It should be noted that under section 61 of the Courts and Legal Services Act 1999, the old common law “honorarium” rule for Counsel’s fees was abolished. Under this rule, a barrister’s fee was regarded as an “honorarium” or professional gift, and as such was not legally recoverable by the barrister either from the lay client or from the instructing solicitor. Amazingly this meant that a barrister had no legal right to recover his/her fees. The abolition of this somewhat ridiculous rule, that was imported into English Law from Roman Law in the early nineteenth century (see for example Re: Le Brasseur & Oakley (1896) 2 Ch 487 and Wells v Wells [1914] P 157), now means that as a matter of current English Law, a barrister's fees are contractual just like the fees charged by any other professional person, such as an accountant or solicitor or architect. The Bar Council now permits all barristers to charge their private fees on any basis that is permissible in English Law. All barristers are now in law permitted to charge their private fees on a contractual basis and to enter into contracts directly with their lay clients for the payment of private fees. This approach was expressly recognised and accepted by the Privy Council in the recent case of Husbands v Warefact Limited [2003] UKPC 23 [2003] All ER (D) 291 (a case concerning the fees of a Queen’s Counsel payable on a contractual basis and for which the QC successfully sued). John has adopted this approach for ALL privately paying lay clients.

Click here to read a recent article in "The Lawyer" magazine about Barristers now entering into private fee contracts to recover their fees.

Conditional Fees

John is happy to consider accepting instructions to fund his involvement in a case on a Conditional Fee Agreement, where appropriate. He has successfully represented a number of clients on a CFA, both “Uplift CFAs” and “No Win No Fee CFAs.”

CFA cases are now regulated only under the Courts and Legal Services Act 1999. The regulatory scheme is now reduced to a bare minimum, but John undertakes CFA cases through a full Conditional Fee Agreement in writing, signed by the lay client and the instructing solicitor.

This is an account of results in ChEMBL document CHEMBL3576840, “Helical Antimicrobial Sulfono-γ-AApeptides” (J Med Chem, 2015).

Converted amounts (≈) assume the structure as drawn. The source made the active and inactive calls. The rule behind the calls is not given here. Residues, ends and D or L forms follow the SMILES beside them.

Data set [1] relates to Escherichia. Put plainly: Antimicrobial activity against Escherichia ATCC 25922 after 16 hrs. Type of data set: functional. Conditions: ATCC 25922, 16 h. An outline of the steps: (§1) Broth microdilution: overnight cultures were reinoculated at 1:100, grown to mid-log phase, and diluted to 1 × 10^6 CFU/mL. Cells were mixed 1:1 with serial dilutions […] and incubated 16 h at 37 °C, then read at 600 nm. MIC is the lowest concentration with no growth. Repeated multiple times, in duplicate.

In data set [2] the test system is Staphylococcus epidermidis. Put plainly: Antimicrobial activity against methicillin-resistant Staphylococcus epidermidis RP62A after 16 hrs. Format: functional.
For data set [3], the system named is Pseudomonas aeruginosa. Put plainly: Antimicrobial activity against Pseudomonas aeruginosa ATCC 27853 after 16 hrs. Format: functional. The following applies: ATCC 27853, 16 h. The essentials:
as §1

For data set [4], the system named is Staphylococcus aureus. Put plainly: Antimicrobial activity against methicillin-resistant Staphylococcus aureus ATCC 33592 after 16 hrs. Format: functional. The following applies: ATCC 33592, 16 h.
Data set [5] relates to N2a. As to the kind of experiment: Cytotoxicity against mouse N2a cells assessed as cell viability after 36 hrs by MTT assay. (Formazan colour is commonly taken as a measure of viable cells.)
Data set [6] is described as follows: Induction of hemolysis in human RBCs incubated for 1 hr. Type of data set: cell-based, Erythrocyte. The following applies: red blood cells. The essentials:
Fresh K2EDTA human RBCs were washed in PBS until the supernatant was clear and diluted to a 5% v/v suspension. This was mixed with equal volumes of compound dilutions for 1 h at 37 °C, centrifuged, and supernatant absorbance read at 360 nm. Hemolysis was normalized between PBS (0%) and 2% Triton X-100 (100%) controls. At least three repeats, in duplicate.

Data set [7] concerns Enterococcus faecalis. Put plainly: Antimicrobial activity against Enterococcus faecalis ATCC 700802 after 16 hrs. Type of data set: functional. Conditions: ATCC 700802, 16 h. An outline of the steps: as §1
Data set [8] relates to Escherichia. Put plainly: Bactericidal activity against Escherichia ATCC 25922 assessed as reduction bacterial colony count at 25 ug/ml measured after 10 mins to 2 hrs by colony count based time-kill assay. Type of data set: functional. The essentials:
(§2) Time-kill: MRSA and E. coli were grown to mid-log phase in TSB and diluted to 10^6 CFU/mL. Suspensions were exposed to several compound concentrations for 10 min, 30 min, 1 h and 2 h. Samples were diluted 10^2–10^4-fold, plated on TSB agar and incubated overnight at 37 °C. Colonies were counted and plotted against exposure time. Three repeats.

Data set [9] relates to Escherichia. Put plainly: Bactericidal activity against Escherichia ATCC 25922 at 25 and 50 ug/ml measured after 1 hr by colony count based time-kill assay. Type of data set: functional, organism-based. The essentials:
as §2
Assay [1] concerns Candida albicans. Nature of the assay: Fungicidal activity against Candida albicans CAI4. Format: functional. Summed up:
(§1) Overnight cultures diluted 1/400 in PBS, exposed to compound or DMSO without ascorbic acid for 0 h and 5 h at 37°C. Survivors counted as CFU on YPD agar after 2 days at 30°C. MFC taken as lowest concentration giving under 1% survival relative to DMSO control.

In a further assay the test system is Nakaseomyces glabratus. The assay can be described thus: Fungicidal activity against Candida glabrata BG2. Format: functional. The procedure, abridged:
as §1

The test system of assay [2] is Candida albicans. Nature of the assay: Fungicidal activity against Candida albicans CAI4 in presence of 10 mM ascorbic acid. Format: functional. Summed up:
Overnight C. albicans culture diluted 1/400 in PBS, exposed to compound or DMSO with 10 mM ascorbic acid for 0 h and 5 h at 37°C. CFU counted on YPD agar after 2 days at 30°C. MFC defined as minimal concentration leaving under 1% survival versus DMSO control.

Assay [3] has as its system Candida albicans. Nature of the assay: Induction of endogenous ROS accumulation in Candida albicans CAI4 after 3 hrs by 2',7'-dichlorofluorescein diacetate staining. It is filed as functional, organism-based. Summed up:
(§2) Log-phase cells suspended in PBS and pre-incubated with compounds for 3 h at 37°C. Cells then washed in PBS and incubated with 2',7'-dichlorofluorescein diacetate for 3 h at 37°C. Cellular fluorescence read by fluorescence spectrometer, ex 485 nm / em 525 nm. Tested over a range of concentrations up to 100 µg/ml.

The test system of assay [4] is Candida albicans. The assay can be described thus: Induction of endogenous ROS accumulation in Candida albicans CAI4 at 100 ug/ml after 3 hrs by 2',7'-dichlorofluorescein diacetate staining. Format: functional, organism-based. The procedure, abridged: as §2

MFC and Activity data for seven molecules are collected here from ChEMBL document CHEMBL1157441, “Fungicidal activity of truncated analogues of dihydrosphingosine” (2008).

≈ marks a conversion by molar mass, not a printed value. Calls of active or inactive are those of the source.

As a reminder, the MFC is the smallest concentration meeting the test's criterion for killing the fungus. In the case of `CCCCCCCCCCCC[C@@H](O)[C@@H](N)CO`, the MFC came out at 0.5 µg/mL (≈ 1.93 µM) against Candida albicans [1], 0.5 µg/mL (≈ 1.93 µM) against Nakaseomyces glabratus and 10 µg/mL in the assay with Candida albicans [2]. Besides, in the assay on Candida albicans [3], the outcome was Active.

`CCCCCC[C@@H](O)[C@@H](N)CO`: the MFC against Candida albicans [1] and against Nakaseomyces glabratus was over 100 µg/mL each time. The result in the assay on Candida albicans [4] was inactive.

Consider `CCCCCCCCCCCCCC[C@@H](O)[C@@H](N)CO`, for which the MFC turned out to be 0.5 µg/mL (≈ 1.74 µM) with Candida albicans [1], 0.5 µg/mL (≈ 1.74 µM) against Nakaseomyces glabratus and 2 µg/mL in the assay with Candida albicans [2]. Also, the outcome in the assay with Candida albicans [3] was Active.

Contingency Fees

In 2009 Lord Justice Jackson (A judge of the Court of Appeal) was given the task of reviewing the cost of civil litigation in England and Wales and the ways in which civil litigation is funded. His Report has now been published (the Jackson Report 2010). In his Report, Lord Justice Jackson has recommended an end to conditional fee agreements in some cases, and a change in the law to allow the use of contingency fees as in the USA. A contingency fee is in effect an agreement where the lawyer takes a percentage share of whatever damages a litigant recovers from his/her litigation. This is a new and surprising development for English lawyers, who have always been forbidden by law from entering into contingency fee agreements. Even more surprisingly, the Lord Chief Justice of England and Wales and most of the remaining senior judiciary have agreed with the recommendations of the Jackson Report. This would seem to be a significant change of view by the English judges. There are reported cases (not very long ago) in which previous senior judges had condemned the whole contingency fee system as abusive and dangerous. It is very early days yet, but it seems that there is a good chance that solicitors and barristers will be acting on a contingency fee basis in the foreseeable future in some cases.

Click here to read a summary of the main points of the Jackson Report on Costs 2010 (10 pages).

Click here to read the full Jackson Report 2010 (584 pages)